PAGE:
If they purport— like Musk is saying he’s going to do with Twitter— if you purport to be the public square, then you must change the business model, no longer take advertising and only give public service spots and receive no funds from advertising of a commercial nature. And basically, that has to be their new business model. A nonprofit model.

Hazel Henderson, Ethical Markets


We not only own our own bodies but guess what we own our own minds and everything that comes out of our minds. So, we need to establish ownership and get paid for every bit or byte that we contribute to any of these social media platforms.

Hazel Henderson, Ethical Markets


A cryptocurrency is a digital noun.  It has no meaning until somebody decides to wrap it up in a beautiful set of dreamy ideas that will be “all of these wonderful people who will manage this currency and make sure that it’s always held to the highest standard.” Come on. This is just marketing. It’s all marketing… Creating all these new assets out of thin air.

Hazel Henderson, Ethical Markets


Anthropologists call this the gift economy. Actually, on a day-to-day basis between billions of people in neighborhoods, communities, villages, farms, you name it, there are far more transactions completely outside the monetized market system. If they ever monetized it, that would be multi-trillions of dollars.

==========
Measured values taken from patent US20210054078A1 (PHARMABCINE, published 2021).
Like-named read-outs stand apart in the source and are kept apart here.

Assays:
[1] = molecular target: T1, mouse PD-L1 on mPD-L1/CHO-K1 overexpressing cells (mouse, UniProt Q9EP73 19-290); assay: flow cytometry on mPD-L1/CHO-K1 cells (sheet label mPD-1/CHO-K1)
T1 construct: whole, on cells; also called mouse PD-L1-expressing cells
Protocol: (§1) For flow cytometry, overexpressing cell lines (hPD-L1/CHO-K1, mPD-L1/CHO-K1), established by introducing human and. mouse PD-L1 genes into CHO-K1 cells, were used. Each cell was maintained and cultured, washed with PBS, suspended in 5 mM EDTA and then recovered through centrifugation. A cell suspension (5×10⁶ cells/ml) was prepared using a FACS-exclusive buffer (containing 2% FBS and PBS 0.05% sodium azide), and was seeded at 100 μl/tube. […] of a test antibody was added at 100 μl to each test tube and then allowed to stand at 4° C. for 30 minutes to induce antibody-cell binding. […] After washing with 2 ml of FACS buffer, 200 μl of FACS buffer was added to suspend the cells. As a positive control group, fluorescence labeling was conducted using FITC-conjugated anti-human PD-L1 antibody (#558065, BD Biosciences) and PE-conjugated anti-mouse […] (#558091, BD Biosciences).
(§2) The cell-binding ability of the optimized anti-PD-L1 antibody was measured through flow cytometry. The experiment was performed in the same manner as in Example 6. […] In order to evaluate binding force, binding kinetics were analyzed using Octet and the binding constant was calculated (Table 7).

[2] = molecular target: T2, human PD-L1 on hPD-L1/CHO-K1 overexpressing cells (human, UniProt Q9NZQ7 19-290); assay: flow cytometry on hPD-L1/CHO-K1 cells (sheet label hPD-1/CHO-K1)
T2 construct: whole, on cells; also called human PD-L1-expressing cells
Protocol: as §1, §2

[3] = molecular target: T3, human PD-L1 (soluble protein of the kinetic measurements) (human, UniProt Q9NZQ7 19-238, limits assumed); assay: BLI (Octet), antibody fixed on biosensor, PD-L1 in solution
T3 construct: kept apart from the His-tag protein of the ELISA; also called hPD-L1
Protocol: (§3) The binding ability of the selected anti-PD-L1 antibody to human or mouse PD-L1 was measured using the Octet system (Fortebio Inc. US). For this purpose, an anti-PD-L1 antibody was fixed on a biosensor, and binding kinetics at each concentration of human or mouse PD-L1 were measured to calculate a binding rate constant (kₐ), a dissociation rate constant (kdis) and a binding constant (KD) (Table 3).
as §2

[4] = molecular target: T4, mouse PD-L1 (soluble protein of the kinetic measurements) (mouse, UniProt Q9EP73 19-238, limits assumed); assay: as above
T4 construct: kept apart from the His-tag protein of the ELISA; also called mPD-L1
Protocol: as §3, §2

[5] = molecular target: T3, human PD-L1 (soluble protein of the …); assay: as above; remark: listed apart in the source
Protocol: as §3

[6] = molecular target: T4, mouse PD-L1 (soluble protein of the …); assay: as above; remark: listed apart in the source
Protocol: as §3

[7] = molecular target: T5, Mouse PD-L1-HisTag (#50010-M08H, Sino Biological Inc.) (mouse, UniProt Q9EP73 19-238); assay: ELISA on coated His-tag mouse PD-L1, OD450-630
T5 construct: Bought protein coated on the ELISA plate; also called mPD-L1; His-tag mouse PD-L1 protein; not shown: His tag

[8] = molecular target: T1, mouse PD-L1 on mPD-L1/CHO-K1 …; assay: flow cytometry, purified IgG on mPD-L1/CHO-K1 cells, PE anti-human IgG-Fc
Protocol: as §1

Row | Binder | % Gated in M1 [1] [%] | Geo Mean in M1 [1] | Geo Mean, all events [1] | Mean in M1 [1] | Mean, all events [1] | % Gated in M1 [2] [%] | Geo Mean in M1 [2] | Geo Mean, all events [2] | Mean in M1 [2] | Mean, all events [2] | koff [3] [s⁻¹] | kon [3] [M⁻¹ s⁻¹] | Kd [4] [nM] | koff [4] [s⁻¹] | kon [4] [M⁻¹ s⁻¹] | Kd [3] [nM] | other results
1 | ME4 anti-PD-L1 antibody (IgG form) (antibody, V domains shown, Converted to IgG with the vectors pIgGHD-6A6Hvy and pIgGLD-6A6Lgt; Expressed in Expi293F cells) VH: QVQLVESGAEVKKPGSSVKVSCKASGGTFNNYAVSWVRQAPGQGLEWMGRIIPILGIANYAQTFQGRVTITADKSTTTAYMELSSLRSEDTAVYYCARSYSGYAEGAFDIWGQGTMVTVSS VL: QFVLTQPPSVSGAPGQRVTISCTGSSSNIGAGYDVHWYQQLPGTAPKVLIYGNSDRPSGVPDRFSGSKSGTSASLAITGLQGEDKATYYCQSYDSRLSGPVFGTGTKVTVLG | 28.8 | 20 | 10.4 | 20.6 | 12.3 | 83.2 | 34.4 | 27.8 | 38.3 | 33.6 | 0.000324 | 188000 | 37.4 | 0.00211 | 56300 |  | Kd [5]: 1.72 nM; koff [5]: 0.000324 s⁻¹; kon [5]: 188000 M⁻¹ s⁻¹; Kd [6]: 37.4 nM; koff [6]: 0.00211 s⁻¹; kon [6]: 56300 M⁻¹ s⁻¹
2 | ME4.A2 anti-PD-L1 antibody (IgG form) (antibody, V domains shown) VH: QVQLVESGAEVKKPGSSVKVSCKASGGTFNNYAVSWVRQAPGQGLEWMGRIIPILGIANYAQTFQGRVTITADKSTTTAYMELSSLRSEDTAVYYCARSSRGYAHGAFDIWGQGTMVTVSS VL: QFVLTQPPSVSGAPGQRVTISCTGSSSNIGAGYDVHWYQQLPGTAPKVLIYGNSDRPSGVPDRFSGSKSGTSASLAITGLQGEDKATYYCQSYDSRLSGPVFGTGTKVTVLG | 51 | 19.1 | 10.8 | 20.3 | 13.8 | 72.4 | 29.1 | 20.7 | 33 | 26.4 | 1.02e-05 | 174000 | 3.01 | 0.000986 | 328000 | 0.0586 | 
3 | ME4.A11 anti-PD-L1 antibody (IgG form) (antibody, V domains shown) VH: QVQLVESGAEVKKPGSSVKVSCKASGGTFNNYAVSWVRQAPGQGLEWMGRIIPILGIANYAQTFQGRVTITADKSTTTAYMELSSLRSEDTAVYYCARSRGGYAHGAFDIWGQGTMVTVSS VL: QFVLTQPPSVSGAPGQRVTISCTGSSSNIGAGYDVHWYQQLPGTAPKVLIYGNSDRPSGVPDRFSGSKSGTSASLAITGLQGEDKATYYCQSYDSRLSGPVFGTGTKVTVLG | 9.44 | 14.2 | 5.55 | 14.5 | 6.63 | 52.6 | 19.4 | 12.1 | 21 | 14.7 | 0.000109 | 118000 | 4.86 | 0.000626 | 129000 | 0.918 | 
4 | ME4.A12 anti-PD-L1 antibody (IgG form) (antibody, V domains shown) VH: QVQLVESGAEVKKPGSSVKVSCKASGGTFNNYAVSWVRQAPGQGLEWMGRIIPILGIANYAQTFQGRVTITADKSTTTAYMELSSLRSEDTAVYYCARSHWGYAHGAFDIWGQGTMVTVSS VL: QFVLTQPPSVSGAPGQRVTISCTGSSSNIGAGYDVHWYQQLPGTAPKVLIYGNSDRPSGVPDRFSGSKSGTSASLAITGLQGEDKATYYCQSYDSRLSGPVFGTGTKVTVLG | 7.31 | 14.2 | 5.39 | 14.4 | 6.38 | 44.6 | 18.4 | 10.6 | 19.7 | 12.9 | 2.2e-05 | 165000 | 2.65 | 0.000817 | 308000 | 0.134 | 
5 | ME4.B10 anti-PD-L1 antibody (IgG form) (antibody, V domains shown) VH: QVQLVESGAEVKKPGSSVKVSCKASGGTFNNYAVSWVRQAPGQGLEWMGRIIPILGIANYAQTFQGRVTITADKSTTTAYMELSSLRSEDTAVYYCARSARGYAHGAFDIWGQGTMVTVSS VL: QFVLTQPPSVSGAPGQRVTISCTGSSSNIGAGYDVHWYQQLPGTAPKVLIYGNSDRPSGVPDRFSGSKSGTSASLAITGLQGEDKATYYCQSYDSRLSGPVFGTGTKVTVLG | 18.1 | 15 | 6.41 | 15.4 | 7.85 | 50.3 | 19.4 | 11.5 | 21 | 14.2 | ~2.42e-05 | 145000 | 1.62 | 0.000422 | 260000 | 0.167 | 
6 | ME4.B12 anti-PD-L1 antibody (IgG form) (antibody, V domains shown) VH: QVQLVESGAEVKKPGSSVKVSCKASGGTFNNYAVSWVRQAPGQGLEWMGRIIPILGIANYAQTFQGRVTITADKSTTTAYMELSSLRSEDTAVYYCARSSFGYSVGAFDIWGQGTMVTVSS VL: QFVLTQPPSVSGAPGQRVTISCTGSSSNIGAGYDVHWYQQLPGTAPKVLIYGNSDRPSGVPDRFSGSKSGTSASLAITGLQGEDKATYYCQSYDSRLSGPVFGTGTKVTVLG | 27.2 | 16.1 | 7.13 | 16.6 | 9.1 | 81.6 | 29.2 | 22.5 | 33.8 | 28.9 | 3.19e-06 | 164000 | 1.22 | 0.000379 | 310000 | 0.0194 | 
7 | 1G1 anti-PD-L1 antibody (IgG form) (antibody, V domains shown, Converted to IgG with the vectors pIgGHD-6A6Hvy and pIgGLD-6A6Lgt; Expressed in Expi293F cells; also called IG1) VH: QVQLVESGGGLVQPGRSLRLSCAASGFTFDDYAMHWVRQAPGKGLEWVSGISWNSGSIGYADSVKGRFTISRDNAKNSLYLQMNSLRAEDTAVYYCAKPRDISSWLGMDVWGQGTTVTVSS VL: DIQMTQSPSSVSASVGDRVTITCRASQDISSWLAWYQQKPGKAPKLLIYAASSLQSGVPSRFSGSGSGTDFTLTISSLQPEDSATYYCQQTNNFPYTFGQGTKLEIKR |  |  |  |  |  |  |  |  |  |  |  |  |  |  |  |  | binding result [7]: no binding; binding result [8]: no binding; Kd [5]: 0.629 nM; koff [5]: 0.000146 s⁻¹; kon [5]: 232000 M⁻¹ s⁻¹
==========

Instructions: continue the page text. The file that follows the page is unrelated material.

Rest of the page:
Ralph Nader

Ralph Nader Radio Hour Ep 426 Transcript (Right click to download)


  1. kristofarian says:

    wlll be Sharing this
    with Glee. keep
    ’em Comin’!

    • kristofarian says:

      “… there are far more transactions completely outside the monetized market system. If they ever monetized it, that would be multi-trillions of dollars.”

      corporations get wind of this Idea
      they’ll have their fingers in the pie
      & bean counters on every corner.

  2. Mark Heffernan says:

    Cheers to Hazel’s characterization of economists’ thinking as ‘Magical.’
    The ‘financial’ view of money is based on the false assumption that the beginning step of the process is the creation of the unit of acCount by some magical mystical monetary unit creator as items of “value” the same as any other good or service that the people may manifest and that it is these units themselves that are moving along within the economic interactivity of the populace ‘providing the grease to the economic wheels.’ The assumption is that the acquisition of the units in one’s acCount are actually real things unto themselves and that it is these things that are themselves the things ‘of value’ within the economic interactivity as opposed to the real goods and services!